Débil inmunidad antibacteriana ligada a la obesidadContributed by: Anonymous · Views: 1,073
Contributed by: Anonymous · December 11, 2007 @ 04:25 PM MST · Views: 1,073
WEAKENED ANTIBACTERIAL IMMUNITY LINKED TO OBESITY(Boston) — In a paper published December 10, 2007, in the Proceedings of the National Academy of Science (PNAS), Boston University Goldman School of Dental Medicine Associate Dean for Research, Dr. Salomon Amar, and his team have linked obesity to weakened antibacterial immunity.
Through experimental research, Amar and his team looked at how control and obese mice fought P. gingivalis infection. In order to study this, they infected the mice using silk thread that had been coated with bacterial broth and tied around their molars. It was determined that obesity acutely compromised the immune responses to gum infection as well as infection of the entire body based on the bone loss and bacterial counts of the mice.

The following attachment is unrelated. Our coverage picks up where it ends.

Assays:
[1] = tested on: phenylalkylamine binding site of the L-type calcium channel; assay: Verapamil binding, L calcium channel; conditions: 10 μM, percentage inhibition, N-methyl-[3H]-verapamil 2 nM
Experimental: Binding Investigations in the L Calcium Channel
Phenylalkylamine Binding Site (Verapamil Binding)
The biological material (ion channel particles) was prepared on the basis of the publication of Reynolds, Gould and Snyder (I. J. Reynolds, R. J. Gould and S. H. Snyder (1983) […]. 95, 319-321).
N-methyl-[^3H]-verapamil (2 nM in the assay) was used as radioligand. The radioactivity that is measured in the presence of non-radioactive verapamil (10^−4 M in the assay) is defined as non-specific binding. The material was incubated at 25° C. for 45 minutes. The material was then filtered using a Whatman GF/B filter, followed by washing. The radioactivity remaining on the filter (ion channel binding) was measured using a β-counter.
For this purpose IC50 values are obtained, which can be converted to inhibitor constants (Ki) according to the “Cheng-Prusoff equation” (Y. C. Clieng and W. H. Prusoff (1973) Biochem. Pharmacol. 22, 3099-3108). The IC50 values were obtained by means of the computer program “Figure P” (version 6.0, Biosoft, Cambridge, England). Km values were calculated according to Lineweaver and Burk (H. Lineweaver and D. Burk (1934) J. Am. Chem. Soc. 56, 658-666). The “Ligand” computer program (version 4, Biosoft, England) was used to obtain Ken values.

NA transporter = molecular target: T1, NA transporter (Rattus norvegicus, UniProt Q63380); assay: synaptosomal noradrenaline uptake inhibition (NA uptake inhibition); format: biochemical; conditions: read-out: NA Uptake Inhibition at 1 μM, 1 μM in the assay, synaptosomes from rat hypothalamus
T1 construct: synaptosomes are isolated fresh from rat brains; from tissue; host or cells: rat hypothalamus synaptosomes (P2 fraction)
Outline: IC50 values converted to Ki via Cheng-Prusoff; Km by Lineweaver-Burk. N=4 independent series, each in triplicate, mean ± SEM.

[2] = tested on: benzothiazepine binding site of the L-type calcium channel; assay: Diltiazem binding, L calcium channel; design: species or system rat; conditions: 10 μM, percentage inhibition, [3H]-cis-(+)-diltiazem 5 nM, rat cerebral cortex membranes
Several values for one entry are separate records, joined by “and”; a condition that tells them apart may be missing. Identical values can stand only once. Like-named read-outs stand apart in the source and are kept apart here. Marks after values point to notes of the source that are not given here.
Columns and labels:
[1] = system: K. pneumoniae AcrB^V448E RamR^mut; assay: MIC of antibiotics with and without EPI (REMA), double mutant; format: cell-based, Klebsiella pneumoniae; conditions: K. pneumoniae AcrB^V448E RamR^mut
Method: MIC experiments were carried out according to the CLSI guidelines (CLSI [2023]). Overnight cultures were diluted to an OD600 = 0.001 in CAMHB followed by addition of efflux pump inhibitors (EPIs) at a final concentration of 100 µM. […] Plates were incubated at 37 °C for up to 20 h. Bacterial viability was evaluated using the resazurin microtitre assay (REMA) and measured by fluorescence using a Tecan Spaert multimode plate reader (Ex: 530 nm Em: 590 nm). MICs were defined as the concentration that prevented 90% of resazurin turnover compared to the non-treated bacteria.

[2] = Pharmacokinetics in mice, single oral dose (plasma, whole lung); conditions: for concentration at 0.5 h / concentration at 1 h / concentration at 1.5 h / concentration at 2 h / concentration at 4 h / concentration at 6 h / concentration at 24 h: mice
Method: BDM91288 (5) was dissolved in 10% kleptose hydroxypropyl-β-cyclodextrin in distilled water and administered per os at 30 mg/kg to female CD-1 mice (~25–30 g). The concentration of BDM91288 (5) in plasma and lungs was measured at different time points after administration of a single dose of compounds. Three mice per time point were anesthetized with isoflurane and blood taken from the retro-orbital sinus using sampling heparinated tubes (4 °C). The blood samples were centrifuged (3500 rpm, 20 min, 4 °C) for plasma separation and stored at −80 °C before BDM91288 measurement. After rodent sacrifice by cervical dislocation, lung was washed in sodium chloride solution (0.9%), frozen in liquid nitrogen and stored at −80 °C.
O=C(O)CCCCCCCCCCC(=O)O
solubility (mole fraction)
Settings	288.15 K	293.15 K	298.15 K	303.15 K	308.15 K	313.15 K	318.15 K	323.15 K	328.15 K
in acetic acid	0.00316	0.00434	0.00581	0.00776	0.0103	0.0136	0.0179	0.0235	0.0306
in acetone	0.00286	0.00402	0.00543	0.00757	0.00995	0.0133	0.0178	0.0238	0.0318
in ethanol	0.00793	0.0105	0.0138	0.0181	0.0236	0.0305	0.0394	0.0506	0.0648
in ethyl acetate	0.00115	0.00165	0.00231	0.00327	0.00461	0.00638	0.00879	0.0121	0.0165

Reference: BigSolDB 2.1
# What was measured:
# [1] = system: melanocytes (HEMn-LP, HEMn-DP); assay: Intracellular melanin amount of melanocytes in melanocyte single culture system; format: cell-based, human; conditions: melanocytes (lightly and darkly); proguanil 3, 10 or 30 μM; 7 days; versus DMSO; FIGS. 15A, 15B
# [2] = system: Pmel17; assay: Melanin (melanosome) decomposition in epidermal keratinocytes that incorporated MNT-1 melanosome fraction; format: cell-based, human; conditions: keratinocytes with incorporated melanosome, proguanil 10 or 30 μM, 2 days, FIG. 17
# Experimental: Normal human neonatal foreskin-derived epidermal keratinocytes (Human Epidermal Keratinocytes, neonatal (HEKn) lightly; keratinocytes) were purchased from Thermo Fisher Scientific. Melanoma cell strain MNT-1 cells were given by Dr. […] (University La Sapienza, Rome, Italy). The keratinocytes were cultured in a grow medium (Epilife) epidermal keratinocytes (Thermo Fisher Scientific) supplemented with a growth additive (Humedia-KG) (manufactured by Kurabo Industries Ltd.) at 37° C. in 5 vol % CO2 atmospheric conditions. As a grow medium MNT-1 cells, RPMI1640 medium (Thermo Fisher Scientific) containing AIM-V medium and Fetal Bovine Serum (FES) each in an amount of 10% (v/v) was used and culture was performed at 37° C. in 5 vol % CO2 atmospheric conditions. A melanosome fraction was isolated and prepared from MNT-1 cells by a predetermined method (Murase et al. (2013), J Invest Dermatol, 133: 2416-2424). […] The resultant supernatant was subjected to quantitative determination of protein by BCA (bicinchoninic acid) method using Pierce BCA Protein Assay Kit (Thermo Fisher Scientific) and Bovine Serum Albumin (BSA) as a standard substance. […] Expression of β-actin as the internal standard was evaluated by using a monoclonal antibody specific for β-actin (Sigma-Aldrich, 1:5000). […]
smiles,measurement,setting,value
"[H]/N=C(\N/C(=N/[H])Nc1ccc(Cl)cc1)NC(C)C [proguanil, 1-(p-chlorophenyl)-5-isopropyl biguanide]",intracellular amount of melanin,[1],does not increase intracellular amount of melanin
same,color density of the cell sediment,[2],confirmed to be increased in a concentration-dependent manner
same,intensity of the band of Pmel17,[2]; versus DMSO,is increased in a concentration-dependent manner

"These findings are significant because they are the first to demonstrate an immune paralysis related to obesity,” said Dr. Amar. “Based on this knowledge, substantial attention to antibacterial immunity will now be required in the treatment of obese individuals."
Amar and his team also assessed the chemical secretion profile of macrophages and found that levels of key signaling molecules were considerably lower in macrophages from the obese mice, and the expression profile of inflammation-related genes was altered. Exactly how obesity causes this reaction remains uncertain, but the results highlight one particular signaling pathway involving the transcription factor NF-kB.
More information about Dr. Amar’s research will appear in the Proceeding of the National Academy of Science December 10.
The mission of Boston University School of Dental Medicine is to provide excellent education to dental professionals throughout their careers; to shape the future of dental medicine and dental education through research; to offer excellent health care services to the community; to participate in community activities; and to foster a respectful and supportive environment.
Contact: Laura Makin, 617-638-4888, firstname.lastname@example.org
Courtesy: Boston University